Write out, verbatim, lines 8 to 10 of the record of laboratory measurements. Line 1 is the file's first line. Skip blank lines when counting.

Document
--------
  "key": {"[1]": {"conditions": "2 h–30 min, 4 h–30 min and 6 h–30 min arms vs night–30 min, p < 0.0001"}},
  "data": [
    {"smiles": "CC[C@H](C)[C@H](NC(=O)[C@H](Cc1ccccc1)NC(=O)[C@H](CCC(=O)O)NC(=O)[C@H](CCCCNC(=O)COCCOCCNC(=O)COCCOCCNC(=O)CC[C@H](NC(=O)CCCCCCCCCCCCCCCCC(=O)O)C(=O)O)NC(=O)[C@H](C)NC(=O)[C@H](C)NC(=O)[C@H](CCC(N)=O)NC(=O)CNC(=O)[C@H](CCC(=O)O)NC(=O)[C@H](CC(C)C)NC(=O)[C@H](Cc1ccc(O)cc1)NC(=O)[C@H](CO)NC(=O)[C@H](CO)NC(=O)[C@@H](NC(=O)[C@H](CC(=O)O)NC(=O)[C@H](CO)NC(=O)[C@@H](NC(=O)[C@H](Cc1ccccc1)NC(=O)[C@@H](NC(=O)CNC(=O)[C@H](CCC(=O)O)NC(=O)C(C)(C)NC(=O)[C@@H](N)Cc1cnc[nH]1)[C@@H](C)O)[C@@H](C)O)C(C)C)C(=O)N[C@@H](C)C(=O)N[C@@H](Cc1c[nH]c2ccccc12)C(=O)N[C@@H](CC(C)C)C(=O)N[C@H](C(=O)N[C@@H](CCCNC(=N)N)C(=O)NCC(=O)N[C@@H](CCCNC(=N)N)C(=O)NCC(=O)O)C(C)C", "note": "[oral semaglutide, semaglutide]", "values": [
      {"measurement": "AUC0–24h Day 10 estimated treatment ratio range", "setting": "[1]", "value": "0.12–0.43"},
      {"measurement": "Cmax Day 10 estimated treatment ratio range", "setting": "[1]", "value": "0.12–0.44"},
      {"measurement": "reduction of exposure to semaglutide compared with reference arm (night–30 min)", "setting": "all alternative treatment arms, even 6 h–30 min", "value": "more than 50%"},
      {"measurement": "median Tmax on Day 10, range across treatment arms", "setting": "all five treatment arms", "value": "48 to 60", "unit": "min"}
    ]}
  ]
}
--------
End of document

    ]}
  ]
}